"It is possible that those captured for the murder of Byron Lima and 13 other people are nothing more than the intermediate actors of said crimes," Pedro Trujillo, a Guatemalan journalist and professor, told InSight Crime. But, he added, "given the level of perfection and planning with which it was executed, it would seem that there are intellectual authors of a much higher level and sophistication."

SEE ALSO: Guatemala's Mafia State and the Case of Mauricio López Bonilla

As InSight Crime previously reported, Lima had made enemies out of powerful political figures, including former Interior Minister Mauricio López Bonilla, who is currently jailed in Guatemala with a US extradition request pending against him for unrelated drug trafficking charges. This has contributed to suspicions that the ex-minister may have played a role in the killing.

"It's hard to believe that someone like Lima, with powerful enemies including politicians, drug traffickers and figures from organized crime, would have been murdered by an inmate serving alongside him for an issue of power struggle within the prison," Trujillo said.

However, Trujillo warned that Guatemala's history suggests that despite the capture of some of the alleged "material authors" of the crime (those who actually carried it out), the "intellectual authors" (those who planned and ordered the murder) may still escape justice.

"It is possible that [the case] of the assassination of the former captain never goes so far as judging the upper echelons that planned it," he said.

share icon icon icon

Was this content helpful?

We want to sustain Latin America’s largest organized crime database, but in order to do so, we need resources.

DONATE

What are your thoughts? Click here to send InSight Crime your comments.

We encourage readers to copy and distribute our work for non-commercial purposes, with attribution to InSight Crime in the byline and links to the original at both the top and bottom of the article. Check the Creative Commons website for more details of how to share our work, and please send us an email if you use an article.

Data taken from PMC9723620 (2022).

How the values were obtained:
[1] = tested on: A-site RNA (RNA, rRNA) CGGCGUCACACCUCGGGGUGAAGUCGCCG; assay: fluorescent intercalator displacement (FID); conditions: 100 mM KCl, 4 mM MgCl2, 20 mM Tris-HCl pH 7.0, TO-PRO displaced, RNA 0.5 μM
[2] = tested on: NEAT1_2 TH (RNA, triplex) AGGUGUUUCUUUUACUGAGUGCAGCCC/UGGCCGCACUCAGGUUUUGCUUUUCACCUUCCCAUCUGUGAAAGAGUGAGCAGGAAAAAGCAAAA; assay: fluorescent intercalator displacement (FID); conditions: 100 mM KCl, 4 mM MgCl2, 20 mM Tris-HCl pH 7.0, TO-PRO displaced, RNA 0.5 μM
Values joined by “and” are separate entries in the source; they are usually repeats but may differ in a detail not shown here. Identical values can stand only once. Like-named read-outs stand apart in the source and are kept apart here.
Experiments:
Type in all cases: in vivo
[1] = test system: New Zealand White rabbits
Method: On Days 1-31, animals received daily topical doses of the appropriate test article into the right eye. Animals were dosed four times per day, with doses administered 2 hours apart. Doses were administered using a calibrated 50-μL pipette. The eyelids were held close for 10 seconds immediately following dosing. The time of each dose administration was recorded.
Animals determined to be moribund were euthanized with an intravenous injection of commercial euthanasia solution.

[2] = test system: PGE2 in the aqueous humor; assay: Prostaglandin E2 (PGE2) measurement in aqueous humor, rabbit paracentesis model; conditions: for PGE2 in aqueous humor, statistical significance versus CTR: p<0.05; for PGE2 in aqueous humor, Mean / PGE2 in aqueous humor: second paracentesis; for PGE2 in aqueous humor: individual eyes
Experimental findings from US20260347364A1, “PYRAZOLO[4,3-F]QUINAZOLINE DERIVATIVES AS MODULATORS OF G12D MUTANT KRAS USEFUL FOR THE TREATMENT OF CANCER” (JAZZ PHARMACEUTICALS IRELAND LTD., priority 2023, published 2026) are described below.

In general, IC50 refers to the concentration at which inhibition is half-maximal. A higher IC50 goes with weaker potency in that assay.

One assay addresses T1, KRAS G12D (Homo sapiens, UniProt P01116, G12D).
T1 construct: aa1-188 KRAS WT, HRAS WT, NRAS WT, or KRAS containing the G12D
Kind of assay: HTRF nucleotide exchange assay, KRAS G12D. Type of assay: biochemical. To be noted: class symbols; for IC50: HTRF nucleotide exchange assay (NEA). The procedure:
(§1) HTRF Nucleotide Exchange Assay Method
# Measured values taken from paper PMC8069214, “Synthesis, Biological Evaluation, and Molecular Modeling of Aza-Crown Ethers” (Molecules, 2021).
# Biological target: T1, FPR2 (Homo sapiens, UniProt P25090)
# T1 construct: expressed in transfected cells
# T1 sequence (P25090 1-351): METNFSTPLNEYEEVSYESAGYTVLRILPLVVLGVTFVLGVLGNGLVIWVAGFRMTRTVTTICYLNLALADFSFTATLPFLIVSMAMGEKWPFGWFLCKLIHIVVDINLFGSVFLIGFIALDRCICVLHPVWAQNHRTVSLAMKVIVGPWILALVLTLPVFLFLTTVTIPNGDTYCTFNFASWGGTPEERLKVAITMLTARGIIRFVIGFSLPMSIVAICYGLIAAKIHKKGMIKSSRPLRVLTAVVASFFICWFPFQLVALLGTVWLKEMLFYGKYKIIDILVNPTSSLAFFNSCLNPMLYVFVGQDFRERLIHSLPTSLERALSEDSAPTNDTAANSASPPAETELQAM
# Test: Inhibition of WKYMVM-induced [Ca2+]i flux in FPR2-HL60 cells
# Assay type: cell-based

Was this content helpful?

We want to sustain Latin America’s largest organized crime database, but in order to do so, we need resources.

DONATE

Related Content

MEXICO / 5 JAN 2012

A prison riot in the northern state of Tamaulipas left at least 31 people dead and at least another 13…

EL SALVADOR / 26 APR 2019

Although gangs dominate the extortion markets in Central America, corrupt state agents will collude with them and even run some of their own extortion schemes.

CACHIROS / 27 AUG 2019

The former mayor who may bring down Honduras President Juan Orlando Hernández first appears on page eight of what can…

About InSight Crime

THE ORGANIZATION

InSight Crime Tackles Illegal Fishing

15 OCT 2021

In October, InSight Crime and American University’s Center for Latin American and Latino Studies (CLALS) began a year-long project on illegal, unreported, unregulated (IUU) fishing in…

THE ORGANIZATION

InSight Crime Featured in Handbook for Reporting on Organized Crime

8 OCT 2021

In late September, the Global Investigative Journalism Network (GIJN) published an excerpt of its forthcoming guide on reporting organized crime in Indonesia.

THE ORGANIZATION

Probing Organized Crime in Haiti

1 OCT 2021

InSight Crime has made it a priority to investigate organized crime in Haiti, where an impotent state is reeling after the July assassination of President Jovenel Moïse, coupled with an…

THE ORGANIZATION

Emergency First Aid in Hostile Environments

24 SEP 2021

At InSight Crime's annual treat, we ramped up hostile environment and emergency first aid training for our 40-member staff, many of whom conduct on-the-ground investigations in dangerous corners of the region.

THE ORGANIZATION

Series on Environmental Crime in the Amazon Generates Headlines

17 SEP 2021

InSight Crime and the Igarapé Institute have been delighted at the response to our joint investigation into environmental crimes in the Colombian Amazon. Coverage of our chapters dedicated to illegal mining…